Serum Prolactin Monitoring in Patients on Risperidone admitted to the acute wards at Mount Carmel Hospital
Rachel Gambin, Sheriseane Diacono, Therese Ann Mizzi, Rachel Taylor East
Sheriseane Diacono (email@example.com)
Hyperprolactinemia, Risperidone, Anti-psychotics
First-generation antipsychotics have been shown to increase prolactin levels in the body. Atypical antipsychotics have a lower tendency to produce hyperprolactinaemia due to a weaker and transient dopamine antagonistic effect. Despite being an atypical antipsychotic, Risperidone, tends to cause a higher increase in prolactin due to a stronger and more prolonged blockade on dopamine receptors.
The purpose of this audit is to assess current practices at Mount Carmel Hospital (MCH) with regards to serum prolactin monitoring in patients taking Risperidone when compared to Maudsley Prescribing Guidelines in Psychiatry, 14th Edition (2021). The audit was based on patients acutely admitted between June and December 2021. Focus was placed on prolactin levels checked during admission in patients previously on Risperidone, prolactin levels checked in the preceding six months if no prolactin level was checked during admission and the appropriate action taken in cases where the serum Prolactin was noted to be high.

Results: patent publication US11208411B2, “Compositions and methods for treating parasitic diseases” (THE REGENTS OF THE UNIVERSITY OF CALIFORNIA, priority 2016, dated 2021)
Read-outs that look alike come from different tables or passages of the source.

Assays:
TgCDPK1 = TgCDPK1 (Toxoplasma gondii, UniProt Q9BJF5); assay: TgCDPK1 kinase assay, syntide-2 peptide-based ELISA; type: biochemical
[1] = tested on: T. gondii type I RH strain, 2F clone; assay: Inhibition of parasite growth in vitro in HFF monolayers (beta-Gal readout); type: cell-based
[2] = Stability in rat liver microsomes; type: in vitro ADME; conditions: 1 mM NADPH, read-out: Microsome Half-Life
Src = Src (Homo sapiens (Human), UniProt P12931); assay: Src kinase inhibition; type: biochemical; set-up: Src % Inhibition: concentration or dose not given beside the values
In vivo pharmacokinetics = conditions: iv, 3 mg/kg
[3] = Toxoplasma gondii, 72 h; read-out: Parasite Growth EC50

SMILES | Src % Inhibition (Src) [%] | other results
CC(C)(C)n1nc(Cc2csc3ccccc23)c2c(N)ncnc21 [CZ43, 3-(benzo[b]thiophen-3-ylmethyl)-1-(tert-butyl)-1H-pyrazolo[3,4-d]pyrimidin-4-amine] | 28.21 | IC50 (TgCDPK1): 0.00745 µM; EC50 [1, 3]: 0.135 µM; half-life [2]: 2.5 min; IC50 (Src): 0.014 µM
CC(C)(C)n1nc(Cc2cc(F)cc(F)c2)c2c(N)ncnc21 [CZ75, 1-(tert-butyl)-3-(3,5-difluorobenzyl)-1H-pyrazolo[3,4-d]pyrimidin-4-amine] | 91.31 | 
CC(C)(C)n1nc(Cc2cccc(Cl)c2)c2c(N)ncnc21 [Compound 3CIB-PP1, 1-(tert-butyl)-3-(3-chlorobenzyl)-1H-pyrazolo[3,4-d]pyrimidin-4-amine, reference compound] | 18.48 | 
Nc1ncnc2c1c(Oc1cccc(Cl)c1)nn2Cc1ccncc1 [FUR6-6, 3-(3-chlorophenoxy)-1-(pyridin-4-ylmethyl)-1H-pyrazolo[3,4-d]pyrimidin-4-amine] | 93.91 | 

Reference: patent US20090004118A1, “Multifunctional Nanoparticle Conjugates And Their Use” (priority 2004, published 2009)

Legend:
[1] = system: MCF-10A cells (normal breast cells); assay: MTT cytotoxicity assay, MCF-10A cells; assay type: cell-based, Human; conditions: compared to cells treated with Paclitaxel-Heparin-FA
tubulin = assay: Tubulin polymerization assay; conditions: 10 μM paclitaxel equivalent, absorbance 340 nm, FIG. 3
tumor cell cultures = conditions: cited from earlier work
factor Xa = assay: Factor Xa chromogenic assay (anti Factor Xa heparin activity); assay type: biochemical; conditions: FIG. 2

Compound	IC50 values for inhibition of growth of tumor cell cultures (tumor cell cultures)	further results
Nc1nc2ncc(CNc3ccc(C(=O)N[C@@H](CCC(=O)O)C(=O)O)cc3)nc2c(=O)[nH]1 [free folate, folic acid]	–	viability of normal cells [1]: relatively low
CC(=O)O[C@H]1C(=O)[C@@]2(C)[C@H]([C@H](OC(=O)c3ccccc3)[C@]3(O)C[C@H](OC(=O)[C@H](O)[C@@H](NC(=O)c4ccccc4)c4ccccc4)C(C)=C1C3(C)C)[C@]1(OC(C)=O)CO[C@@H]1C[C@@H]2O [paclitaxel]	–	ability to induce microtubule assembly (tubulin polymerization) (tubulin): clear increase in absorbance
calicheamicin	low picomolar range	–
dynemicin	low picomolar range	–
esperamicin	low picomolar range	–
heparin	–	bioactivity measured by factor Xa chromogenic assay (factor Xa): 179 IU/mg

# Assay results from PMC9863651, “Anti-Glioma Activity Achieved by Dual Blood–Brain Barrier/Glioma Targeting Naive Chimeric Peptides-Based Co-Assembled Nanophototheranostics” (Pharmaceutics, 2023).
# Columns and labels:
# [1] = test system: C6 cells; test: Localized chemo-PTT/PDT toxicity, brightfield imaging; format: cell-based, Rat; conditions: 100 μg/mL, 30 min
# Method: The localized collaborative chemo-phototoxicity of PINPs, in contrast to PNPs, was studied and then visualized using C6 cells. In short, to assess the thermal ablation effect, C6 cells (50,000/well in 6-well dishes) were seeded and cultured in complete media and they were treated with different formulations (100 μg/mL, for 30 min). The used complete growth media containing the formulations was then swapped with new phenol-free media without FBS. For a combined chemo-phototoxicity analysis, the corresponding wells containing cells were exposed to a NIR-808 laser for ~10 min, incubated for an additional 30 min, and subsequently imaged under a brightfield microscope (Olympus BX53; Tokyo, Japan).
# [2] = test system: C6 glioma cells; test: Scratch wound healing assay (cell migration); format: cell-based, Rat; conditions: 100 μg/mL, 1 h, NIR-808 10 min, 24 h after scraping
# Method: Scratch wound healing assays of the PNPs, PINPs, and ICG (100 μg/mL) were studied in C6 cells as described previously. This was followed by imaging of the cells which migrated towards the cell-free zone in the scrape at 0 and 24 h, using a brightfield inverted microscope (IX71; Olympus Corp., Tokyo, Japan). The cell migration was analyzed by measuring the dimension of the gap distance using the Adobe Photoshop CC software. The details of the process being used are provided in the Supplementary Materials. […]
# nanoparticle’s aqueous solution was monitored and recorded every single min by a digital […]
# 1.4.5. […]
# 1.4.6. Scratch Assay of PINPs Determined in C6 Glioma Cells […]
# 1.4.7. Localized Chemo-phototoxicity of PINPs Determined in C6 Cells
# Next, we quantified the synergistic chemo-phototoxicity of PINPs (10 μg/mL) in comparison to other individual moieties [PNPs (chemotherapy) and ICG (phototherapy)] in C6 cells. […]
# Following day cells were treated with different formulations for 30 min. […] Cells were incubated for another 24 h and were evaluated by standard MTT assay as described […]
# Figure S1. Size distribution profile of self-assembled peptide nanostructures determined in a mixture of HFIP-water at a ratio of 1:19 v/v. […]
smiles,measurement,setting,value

From this audit it was concluded that there is inadequate monitoring of serum prolactin levels in patients prescribed Risperidone at MCH. Increased awareness of Risperidone-induced hyperprolactinemia and associated guidelines are required to improve clinical practice.
The recommendations suggested from this audit were to increase awareness of serum prolactin monitoring guidelines amongst all medical and nursing staff at MCH and to create a simple flow-chart outlining the appropriate serum prolactin monitoring guidelines and distribute this to MCH wards.